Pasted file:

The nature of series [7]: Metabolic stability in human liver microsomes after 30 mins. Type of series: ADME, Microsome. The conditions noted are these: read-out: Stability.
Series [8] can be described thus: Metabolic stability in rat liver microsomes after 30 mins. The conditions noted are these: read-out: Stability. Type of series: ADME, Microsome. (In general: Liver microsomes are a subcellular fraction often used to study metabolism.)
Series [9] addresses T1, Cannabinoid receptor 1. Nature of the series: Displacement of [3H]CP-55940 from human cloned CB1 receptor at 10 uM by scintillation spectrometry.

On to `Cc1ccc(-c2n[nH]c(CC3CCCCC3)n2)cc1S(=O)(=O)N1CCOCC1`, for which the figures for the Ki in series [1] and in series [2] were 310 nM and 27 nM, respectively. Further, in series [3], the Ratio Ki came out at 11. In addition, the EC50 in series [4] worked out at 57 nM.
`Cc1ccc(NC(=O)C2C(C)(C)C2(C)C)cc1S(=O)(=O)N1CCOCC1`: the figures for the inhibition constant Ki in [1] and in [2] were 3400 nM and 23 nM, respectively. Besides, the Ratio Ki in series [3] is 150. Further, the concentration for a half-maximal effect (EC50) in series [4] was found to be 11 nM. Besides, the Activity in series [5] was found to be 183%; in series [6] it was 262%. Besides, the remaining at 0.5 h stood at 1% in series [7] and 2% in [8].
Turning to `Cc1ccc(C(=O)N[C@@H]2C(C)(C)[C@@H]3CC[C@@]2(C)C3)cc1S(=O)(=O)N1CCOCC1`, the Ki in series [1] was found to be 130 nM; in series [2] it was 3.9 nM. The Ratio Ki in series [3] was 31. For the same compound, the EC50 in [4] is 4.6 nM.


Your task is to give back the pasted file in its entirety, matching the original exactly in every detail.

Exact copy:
The nature of series [7]: Metabolic stability in human liver microsomes after 30 mins. Type of series: ADME, Microsome. The conditions noted are these: read-out: Stability.
Series [8] can be described thus: Metabolic stability in rat liver microsomes after 30 mins. The conditions noted are these: read-out: Stability. Type of series: ADME, Microsome. (In general: Liver microsomes are a subcellular fraction often used to study metabolism.)
Series [9] addresses T1, Cannabinoid receptor 1. Nature of the series: Displacement of [3H]CP-55940 from human cloned CB1 receptor at 10 uM by scintillation spectrometry.

On to `Cc1ccc(-c2n[nH]c(CC3CCCCC3)n2)cc1S(=O)(=O)N1CCOCC1`, for which the figures for the Ki in series [1] and in series [2] were 310 nM and 27 nM, respectively. Further, in series [3], the Ratio Ki came out at 11. In addition, the EC50 in series [4] worked out at 57 nM.
`Cc1ccc(NC(=O)C2C(C)(C)C2(C)C)cc1S(=O)(=O)N1CCOCC1`: the figures for the inhibition constant Ki in [1] and in [2] were 3400 nM and 23 nM, respectively. Besides, the Ratio Ki in series [3] is 150. Further, the concentration for a half-maximal effect (EC50) in series [4] was found to be 11 nM. Besides, the Activity in series [5] was found to be 183%; in series [6] it was 262%. Besides, the remaining at 0.5 h stood at 1% in series [7] and 2% in [8].
Turning to `Cc1ccc(C(=O)N[C@@H]2C(C)(C)[C@@H]3CC[C@@]2(C)C3)cc1S(=O)(=O)N1CCOCC1`, the Ki in series [1] was found to be 130 nM; in series [2] it was 3.9 nM. The Ratio Ki in series [3] was 31. For the same compound, the EC50 in [4] is 4.6 nM.